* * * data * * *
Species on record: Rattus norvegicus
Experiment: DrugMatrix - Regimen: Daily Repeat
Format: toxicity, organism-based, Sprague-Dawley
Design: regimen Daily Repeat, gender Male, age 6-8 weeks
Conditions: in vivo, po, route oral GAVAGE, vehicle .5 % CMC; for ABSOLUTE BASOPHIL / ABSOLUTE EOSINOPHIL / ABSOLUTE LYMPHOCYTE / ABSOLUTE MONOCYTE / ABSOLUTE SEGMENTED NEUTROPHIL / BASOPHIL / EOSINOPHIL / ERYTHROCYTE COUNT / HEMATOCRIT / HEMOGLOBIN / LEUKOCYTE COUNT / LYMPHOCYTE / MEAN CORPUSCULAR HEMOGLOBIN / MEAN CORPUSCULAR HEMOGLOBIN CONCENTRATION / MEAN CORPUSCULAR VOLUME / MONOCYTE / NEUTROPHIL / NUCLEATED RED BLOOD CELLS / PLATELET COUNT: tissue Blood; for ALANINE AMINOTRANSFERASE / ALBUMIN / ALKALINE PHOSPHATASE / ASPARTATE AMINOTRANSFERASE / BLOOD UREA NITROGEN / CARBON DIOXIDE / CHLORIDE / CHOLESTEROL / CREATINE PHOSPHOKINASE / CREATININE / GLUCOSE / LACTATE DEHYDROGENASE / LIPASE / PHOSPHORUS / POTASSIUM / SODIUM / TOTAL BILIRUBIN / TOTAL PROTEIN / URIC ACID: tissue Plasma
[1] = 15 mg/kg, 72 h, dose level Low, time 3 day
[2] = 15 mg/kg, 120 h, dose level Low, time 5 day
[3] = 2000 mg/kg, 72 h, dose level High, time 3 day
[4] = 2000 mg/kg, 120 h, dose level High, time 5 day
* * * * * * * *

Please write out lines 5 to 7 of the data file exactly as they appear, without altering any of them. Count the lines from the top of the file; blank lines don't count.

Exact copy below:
Conditions: in vivo, po, route oral GAVAGE, vehicle .5 % CMC; for ABSOLUTE BASOPHIL / ABSOLUTE EOSINOPHIL / ABSOLUTE LYMPHOCYTE / ABSOLUTE MONOCYTE / ABSOLUTE SEGMENTED NEUTROPHIL / BASOPHIL / EOSINOPHIL / ERYTHROCYTE COUNT / HEMATOCRIT / HEMOGLOBIN / LEUKOCYTE COUNT / LYMPHOCYTE / MEAN CORPUSCULAR HEMOGLOBIN / MEAN CORPUSCULAR HEMOGLOBIN CONCENTRATION / MEAN CORPUSCULAR VOLUME / MONOCYTE / NEUTROPHIL / NUCLEATED RED BLOOD CELLS / PLATELET COUNT: tissue Blood; for ALANINE AMINOTRANSFERASE / ALBUMIN / ALKALINE PHOSPHATASE / ASPARTATE AMINOTRANSFERASE / BLOOD UREA NITROGEN / CARBON DIOXIDE / CHLORIDE / CHOLESTEROL / CREATINE PHOSPHOKINASE / CREATININE / GLUCOSE / LACTATE DEHYDROGENASE / LIPASE / PHOSPHORUS / POTASSIUM / SODIUM / TOTAL BILIRUBIN / TOTAL PROTEIN / URIC ACID: tissue Plasma
[1] = 15 mg/kg, 72 h, dose level Low, time 3 day
[2] = 15 mg/kg, 120 h, dose level Low, time 5 day